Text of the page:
NFSv4 and root access
matthew.garman at gmail.com
Fri May 30 11:57:45 EDT 2014
On Fri, May 30, 2014 at 9:19 AM, Jaap <jwinius at umrk.nl> wrote:
> Recently I got NFSv4 to work together with Kerberos (gss/krb5i or gss/
> krb5p) on Debian wheezy, but there's a problem. It has to do with exports
> with "no_root_squash" option; when attempting to allow root on the
> clients to write to them, this always results in a "Permission denied"
> Is there a solution for this, or a workaround?
> I'm using rpc.svcgssd and have tried adding the following to idmapd.conf:
> root/<fqdn>@<realm> = root
> Unfortunately, I still got the same result.
I've faced similar issues, although I don't have a compelling need for
root to see user's NFSv4 sec=krb5p home directories, so I've just
lived with it.
However, I've faced a similar situation where some users need to
access krb5p nfsv4 mounts from cron. What I did here was to create a
dedicated Kerberos principal that's the same as the user, but with
"/cron" appended. So, for example, say the user's principal (that he
logs in with) is "matt", I'd also create a "matt/cron" principal as
well. Note the /cron user is created with a random key ("addprinc
Then under the [Static] section of idmapd.conf (on the nfsv4 server), I have:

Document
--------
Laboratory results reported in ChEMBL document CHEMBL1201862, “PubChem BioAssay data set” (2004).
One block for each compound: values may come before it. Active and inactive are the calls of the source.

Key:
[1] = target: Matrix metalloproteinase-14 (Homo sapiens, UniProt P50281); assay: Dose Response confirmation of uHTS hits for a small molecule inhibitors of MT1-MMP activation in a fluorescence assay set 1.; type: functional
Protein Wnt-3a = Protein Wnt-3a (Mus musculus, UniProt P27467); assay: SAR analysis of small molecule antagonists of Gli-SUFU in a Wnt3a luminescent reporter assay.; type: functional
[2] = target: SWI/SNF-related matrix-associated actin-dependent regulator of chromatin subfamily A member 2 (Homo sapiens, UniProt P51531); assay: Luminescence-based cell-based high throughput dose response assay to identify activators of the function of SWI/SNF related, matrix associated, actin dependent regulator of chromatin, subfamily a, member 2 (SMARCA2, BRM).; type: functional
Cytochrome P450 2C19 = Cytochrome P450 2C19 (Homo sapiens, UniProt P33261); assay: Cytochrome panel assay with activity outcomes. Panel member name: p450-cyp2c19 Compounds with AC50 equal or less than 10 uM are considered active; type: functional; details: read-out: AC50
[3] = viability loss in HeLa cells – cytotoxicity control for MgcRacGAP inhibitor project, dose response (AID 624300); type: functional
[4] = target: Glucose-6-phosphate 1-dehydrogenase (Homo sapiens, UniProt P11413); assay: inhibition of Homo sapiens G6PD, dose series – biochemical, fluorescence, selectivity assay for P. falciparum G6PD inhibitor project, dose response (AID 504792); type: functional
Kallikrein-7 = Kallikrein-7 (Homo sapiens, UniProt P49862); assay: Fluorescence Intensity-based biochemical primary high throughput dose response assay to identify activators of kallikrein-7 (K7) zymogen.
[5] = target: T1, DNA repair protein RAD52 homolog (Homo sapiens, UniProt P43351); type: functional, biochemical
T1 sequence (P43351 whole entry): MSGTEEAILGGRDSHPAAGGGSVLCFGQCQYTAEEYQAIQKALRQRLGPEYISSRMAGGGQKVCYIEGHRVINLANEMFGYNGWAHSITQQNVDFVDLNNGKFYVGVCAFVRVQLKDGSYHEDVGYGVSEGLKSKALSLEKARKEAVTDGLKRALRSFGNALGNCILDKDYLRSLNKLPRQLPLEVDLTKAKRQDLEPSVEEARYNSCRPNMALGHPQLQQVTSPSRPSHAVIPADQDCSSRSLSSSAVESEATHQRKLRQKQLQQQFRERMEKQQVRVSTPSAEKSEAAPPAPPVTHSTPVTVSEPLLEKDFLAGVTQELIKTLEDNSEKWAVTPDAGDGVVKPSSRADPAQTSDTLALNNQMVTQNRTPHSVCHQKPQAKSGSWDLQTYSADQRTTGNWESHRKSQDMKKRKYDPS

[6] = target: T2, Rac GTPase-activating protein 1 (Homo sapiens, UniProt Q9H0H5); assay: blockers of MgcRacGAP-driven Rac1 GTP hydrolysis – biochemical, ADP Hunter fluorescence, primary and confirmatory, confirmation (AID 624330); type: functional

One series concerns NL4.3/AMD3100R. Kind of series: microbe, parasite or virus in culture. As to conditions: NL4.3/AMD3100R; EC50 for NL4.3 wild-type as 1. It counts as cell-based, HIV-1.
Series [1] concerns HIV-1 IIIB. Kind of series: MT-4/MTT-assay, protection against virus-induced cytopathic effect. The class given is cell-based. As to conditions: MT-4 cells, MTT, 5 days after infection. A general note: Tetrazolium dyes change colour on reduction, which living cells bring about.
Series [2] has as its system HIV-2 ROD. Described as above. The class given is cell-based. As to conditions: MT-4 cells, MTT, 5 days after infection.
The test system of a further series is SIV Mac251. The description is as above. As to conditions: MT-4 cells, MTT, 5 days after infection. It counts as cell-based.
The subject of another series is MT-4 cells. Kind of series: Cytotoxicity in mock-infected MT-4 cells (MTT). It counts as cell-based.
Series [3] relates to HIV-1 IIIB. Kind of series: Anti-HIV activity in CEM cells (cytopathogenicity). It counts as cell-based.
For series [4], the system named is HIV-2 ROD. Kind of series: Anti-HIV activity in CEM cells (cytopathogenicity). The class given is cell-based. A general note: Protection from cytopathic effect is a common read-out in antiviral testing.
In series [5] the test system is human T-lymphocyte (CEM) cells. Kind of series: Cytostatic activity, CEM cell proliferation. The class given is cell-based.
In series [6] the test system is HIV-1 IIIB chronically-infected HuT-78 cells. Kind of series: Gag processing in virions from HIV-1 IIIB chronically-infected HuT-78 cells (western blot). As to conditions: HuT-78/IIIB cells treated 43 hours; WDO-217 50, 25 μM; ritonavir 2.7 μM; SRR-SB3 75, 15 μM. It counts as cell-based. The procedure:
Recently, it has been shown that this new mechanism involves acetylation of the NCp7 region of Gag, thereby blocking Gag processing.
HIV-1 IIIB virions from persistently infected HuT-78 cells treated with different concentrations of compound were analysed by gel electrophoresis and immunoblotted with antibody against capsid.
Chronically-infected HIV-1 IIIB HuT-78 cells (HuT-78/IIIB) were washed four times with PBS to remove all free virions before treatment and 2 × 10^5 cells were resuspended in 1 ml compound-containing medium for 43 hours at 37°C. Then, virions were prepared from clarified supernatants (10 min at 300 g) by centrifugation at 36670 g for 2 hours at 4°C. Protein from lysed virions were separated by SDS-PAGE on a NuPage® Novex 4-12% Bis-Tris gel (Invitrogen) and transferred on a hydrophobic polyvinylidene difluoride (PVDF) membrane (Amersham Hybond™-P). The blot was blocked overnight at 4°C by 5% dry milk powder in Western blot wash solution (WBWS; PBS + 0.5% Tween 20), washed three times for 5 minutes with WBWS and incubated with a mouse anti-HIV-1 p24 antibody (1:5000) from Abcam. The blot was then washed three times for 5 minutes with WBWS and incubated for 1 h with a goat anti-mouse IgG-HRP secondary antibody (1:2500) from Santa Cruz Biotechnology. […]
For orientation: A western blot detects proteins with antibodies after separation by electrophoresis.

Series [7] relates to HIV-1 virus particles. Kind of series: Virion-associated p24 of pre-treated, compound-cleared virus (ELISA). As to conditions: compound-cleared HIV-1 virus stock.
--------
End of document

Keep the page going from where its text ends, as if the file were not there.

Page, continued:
matt/cron at REALM = matt
*** Note that you also need "static" listed as one of your GSS-Methods
under the [Translation] section of idmapd.conf, i.e.:
GSS-Methods = nsswitch,static
That one confused me for a while when I was setting this up!
Now, I exported the user's key to a file ("ktadd -k cron_user.keytab
user/cron") and put that file in a public location (e.g. a non-secure
nfs share), but make it mode 600 and owned by the user (i.e. rely on
Unix permissions to protect it from others).
Then, in the user's cron job, then have to first run "kinit -k -t
<keytab_file> user/cron". And ideally they run kdestroy when their
job finishes. I wrote a nice little wrapper script to make this easy
To me, the weakness is having that keytab file out in the open, but I
can't think of a better way to do it.
In theory, you should be able to do something similar for root... I
haven't tried this, but the nfs client machine's /etc/krb5.keytab file
should work for this.
*** Another thing to note, that might get you thinking your config
changes aren't working as expected: there seems to be a per-user
time-based credentials cache, and from experience, I believe it's on
the order of 15 or 20 minutes. I used to always get grief from my
users, as I'd add them to a new Unix group, have them logout and log
back in, and they'd still not have their new group permission "in
effect"... and then after 15--20 minutes, it works as expected.
I don't know of anyway to force flushing of the cache without
rebooting the machine.
I don't know if that's an exact answer, but hopefully something in
there is useful for you.
More information about the Kerberos